Commands by UnixNeko (4)

  • PING parameters c 1 limits to 1 pinging attempt q makes the command quiet (or silent mode) /dev/null 2>&1 is to remove the display && echo ONLINE is executed if previous command is successful (return value 0) || echo OFFLINE is executed otherwise (return value of 1 if unreachable or 2 if you're offline yourself). I personally use this command as an alias with a predefined machine name but there are at least 2 improvements that may be done. Asking for the machine name or IP Escaping the output so that it displays ONLINE in green and OFFLINE in red (for instance).


    9
    ping -c 1 -q MACHINE_IP_OR_NAME >/dev/null 2>&1 && echo ONLINE || echo OFFLINE
    UnixNeko · 2012-02-09 06:30:55 7
  • Extracting .gz files and placing the output in another directory in one command line is convenient thing. I just followed some how-to to install Nagios on Ubuntu Lucid Lynx but they give the method to install from archives. I wished to install from the repository. If you do so some files are missing. I've not tested yet but this is an example command line I did to extract sudo sh -c 'gunzip -c /usr/share/doc/nagios3-common/examples/template-object/templates.cfg.gz > /etc/nagios3/objects/templates.cfg' We need privilege to write the destination file. Show Sample Output


    0
    sudo sh -c 'gunzip -c source.gz > destination'
    UnixNeko · 2011-07-05 23:51:01 1
  • Can be useful to rip a CD. Show Sample Output


    -1
    ripit -c 0 --outputdir $1 --nosubmission
    UnixNeko · 2011-06-12 12:29:26 0
  • I have some problems with gnome panel which does not load completely leaving me without the actual GUI. This commands helps to kill the gnome-panel process then it should be relaunch automatically.


    -2
    pgrep -lf gnome-panel | awk '{if ($2=="gnome-panel") print $1}' | xargs kill -9
    UnixNeko · 2011-06-12 12:23:27 2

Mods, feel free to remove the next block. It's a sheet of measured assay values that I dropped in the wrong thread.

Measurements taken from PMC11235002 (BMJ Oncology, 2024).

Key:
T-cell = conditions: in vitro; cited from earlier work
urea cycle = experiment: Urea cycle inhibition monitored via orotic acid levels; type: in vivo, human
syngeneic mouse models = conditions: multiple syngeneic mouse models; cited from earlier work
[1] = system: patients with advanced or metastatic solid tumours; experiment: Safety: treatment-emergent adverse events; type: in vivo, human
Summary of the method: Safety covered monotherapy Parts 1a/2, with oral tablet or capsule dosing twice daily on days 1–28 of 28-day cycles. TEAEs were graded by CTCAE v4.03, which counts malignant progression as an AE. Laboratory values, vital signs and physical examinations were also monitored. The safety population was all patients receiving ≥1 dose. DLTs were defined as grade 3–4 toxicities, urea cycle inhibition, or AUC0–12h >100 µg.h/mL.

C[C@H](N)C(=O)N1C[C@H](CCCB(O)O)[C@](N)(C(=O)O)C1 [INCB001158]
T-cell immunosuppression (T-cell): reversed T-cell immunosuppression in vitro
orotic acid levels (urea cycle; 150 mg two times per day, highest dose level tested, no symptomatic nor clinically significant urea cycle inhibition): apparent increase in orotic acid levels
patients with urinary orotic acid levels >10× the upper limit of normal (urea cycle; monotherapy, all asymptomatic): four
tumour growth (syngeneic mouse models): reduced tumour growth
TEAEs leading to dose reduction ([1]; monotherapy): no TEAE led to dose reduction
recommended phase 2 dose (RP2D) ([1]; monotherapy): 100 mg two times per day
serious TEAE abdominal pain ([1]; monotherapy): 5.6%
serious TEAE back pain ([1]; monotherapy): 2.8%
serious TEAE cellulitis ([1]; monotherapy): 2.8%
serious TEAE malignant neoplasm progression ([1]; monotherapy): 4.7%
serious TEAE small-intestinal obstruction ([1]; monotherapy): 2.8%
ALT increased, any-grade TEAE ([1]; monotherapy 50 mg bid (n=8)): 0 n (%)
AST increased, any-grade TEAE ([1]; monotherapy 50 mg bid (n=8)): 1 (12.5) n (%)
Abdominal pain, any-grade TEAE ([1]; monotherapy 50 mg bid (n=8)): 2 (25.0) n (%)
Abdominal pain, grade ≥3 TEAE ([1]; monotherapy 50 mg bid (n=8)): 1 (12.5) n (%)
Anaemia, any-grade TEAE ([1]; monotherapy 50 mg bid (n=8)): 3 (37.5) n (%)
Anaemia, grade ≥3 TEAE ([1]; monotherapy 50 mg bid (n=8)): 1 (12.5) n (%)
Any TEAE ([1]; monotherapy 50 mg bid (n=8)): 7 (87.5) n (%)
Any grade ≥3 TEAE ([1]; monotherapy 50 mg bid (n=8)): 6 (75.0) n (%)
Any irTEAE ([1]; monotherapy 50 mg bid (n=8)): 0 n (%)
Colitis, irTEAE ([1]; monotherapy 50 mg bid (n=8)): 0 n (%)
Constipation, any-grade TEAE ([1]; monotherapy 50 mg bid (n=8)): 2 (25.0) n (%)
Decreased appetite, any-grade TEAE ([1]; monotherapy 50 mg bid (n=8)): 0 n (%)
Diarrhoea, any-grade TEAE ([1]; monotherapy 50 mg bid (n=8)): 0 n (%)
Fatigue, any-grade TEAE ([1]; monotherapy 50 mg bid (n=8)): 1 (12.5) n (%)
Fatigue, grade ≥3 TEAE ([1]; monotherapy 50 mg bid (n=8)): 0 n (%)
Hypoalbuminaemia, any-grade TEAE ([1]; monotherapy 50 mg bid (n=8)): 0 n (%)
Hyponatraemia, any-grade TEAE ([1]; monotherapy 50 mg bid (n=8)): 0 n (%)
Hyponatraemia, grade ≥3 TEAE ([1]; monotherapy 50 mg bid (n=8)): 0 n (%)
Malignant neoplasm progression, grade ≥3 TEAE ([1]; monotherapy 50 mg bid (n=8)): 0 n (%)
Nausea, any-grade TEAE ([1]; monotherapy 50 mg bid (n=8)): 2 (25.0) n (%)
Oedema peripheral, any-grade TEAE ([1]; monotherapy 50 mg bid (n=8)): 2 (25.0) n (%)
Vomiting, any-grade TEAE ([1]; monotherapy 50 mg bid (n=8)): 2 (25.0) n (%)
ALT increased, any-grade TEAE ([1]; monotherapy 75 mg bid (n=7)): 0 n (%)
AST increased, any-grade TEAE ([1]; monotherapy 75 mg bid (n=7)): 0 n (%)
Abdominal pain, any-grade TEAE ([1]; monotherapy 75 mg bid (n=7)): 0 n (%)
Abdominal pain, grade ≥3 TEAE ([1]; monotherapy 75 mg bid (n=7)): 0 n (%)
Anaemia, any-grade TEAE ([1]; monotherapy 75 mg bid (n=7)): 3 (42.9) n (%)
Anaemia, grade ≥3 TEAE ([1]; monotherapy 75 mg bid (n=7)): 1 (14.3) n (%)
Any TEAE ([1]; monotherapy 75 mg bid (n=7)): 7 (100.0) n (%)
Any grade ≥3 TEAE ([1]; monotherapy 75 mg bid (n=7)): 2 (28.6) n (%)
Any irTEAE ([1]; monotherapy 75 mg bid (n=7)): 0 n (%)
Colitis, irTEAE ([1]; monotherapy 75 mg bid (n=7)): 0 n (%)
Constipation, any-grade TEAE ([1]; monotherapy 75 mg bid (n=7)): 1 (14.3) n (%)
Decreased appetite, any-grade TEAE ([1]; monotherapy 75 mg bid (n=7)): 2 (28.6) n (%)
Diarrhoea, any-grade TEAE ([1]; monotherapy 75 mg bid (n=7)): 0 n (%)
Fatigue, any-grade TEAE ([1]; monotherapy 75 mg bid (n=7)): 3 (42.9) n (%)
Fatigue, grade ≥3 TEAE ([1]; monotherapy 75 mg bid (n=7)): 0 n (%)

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Convert seconds to [DD:][HH:]MM:SS
Converts any number of seconds into days, hours, minutes and seconds. sec2dhms() { declare -i SS="$1" D=$(( SS / 86400 )) H=$(( SS % 86400 / 3600 )) M=$(( SS % 3600 / 60 )) S=$(( SS % 60 )) [ "$D" -gt 0 ] && echo -n "${D}:" [ "$H" -gt 0 ] && printf "%02g:" "$H" printf "%02g:%02g\n" "$M" "$S" }

Which processes are listening on a specific port (e.g. port 80)
swap out "80" for your port of interest. Can use port number or named ports e.g. "http"

Get the Volume labels all bitlocker volumes had before being encrypted
Get information of volume labels of bitlocker volumes, even if they are encrypted and locked (no access to filesystem, no password provided). Note that the volume labels can have spaces, but only if you name then before encryption. Renaming a bitlocker partition after being encrypted does not have the same effect as doing it before.

Display IP : Count of failed login attempts
The lastb command presents you with the history of failed login attempts (stored in /var/log/btmp). The reference file is read/write by root only by default. This can be quite an exhaustive list with lots of bots hammering away at your machine. Sometimes it is more important to see the scale of things, or in this case the volume of failed logins tied to each source IP. The awk statement determines if the 3rd element is an IP address, and if so increments the running count of failed login attempts associated with it. When done it prints the IP and count. The sort statement sorts numerically (-n) by column 3 (-k 3), so you can see the most aggressive sources of login attempts. Note that the ':' character is the 2nd column, and that the -n and -k can be combined to -nk. Please be aware that the btmp file will contain every instance of a failed login unless explicitly rolled over. It should be safe to delete/archive this file after you've processed it.

UPS Tracking Script

vi keybindings with info
Info has some of the worst keybindings I've ever seen. Being a vim user, I attribute that to emacs influence. Use the --vi-keys option to use some of the vi keybindings, although this won't change all the keybindings. Use the "infokey" program to have more control over info keybindings.

Get AWS temporary credentials ready to export based on a MFA virtual appliance
You might want to secure your AWS operations requiring to use a MFA token. But then to use API or tools, you need to pass credentials generated with a MFA token. This commands asks you for the MFA code and retrieves these credentials using AWS Cli. To print the exports, you can use: `awk '{ print "export AWS_ACCESS_KEY_ID=\"" $1 "\"\n" "export AWS_SECRET_ACCESS_KEY=\"" $2 "\"\n" "export AWS_SESSION_TOKEN=\"" $3 "\"" }'` You must adapt the command line to include: * $MFA_IDis ARN of the virtual MFA or serial number of the physical one * TTL for the credentials

Recursively remove all empty directories


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